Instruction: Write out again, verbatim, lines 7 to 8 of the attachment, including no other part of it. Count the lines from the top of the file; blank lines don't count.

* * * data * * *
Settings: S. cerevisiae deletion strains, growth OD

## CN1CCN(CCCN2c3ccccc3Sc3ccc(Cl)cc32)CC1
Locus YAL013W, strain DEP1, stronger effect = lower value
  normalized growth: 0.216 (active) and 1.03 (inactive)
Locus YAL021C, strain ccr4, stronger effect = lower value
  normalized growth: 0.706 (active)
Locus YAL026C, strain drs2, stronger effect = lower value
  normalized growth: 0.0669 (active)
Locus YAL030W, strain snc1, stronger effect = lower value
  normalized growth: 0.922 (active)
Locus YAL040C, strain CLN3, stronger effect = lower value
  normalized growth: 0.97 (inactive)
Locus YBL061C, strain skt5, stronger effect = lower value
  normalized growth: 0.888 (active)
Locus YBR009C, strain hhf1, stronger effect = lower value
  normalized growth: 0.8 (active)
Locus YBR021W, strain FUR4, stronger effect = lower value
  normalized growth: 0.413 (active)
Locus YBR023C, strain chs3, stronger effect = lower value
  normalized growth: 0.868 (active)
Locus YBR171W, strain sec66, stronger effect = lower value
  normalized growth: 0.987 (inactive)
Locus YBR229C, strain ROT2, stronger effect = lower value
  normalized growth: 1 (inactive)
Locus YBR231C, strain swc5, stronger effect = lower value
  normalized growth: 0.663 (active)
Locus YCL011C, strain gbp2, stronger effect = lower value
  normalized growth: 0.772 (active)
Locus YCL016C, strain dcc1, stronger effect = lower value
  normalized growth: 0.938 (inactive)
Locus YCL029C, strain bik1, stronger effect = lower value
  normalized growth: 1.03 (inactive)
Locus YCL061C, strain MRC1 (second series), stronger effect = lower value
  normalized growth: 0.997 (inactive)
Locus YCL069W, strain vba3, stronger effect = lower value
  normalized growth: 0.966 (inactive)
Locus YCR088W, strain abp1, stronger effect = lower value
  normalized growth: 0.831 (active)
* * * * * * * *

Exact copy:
Locus YAL026C, strain drs2, stronger effect = lower value
  normalized growth: 0.0669 (active)